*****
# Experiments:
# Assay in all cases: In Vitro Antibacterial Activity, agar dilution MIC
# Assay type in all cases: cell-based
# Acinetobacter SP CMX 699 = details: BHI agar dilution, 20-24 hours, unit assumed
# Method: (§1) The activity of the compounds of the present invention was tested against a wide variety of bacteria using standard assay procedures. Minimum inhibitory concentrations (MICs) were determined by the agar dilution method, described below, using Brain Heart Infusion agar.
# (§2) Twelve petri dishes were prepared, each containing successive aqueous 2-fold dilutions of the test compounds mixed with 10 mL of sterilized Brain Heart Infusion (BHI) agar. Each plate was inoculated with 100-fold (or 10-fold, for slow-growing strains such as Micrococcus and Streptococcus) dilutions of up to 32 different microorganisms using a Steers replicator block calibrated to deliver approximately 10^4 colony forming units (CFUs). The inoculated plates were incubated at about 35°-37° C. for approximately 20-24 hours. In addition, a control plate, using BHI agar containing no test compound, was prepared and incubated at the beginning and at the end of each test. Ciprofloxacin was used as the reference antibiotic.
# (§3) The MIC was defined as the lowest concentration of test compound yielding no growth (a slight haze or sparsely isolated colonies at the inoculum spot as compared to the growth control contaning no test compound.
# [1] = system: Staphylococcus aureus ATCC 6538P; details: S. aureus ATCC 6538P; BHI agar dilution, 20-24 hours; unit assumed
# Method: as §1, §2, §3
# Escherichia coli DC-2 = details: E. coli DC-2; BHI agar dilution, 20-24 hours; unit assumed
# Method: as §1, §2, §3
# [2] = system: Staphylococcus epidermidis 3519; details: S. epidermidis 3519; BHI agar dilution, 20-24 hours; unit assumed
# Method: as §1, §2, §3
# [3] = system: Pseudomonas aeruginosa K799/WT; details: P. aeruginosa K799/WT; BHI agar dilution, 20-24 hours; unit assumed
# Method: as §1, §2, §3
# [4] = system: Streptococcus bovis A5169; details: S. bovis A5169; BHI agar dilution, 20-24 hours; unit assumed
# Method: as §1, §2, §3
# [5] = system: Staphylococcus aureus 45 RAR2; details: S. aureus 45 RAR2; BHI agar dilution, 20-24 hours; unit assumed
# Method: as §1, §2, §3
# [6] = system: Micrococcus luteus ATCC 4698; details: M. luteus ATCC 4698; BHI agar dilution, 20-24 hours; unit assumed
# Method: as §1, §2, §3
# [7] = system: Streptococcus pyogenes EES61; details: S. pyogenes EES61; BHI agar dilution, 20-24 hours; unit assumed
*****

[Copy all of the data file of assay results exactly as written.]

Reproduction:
# Experiments:
# Assay in all cases: In Vitro Antibacterial Activity, agar dilution MIC
# Assay type in all cases: cell-based
# Acinetobacter SP CMX 699 = details: BHI agar dilution, 20-24 hours, unit assumed
# Method: (§1) The activity of the compounds of the present invention was tested against a wide variety of bacteria using standard assay procedures. Minimum inhibitory concentrations (MICs) were determined by the agar dilution method, described below, using Brain Heart Infusion agar.
# (§2) Twelve petri dishes were prepared, each containing successive aqueous 2-fold dilutions of the test compounds mixed with 10 mL of sterilized Brain Heart Infusion (BHI) agar. Each plate was inoculated with 100-fold (or 10-fold, for slow-growing strains such as Micrococcus and Streptococcus) dilutions of up to 32 different microorganisms using a Steers replicator block calibrated to deliver approximately 10^4 colony forming units (CFUs). The inoculated plates were incubated at about 35°-37° C. for approximately 20-24 hours. In addition, a control plate, using BHI agar containing no test compound, was prepared and incubated at the beginning and at the end of each test. Ciprofloxacin was used as the reference antibiotic.
# (§3) The MIC was defined as the lowest concentration of test compound yielding no growth (a slight haze or sparsely isolated colonies at the inoculum spot as compared to the growth control contaning no test compound.
# [1] = system: Staphylococcus aureus ATCC 6538P; details: S. aureus ATCC 6538P; BHI agar dilution, 20-24 hours; unit assumed
# Method: as §1, §2, §3
# Escherichia coli DC-2 = details: E. coli DC-2; BHI agar dilution, 20-24 hours; unit assumed
# Method: as §1, §2, §3
# [2] = system: Staphylococcus epidermidis 3519; details: S. epidermidis 3519; BHI agar dilution, 20-24 hours; unit assumed
# Method: as §1, §2, §3
# [3] = system: Pseudomonas aeruginosa K799/WT; details: P. aeruginosa K799/WT; BHI agar dilution, 20-24 hours; unit assumed
# Method: as §1, §2, §3
# [4] = system: Streptococcus bovis A5169; details: S. bovis A5169; BHI agar dilution, 20-24 hours; unit assumed
# Method: as §1, §2, §3
# [5] = system: Staphylococcus aureus 45 RAR2; details: S. aureus 45 RAR2; BHI agar dilution, 20-24 hours; unit assumed
# Method: as §1, §2, §3
# [6] = system: Micrococcus luteus ATCC 4698; details: M. luteus ATCC 4698; BHI agar dilution, 20-24 hours; unit assumed
# Method: as §1, §2, §3
# [7] = system: Streptococcus pyogenes EES61; details: S. pyogenes EES61; BHI agar dilution, 20-24 hours; unit assumed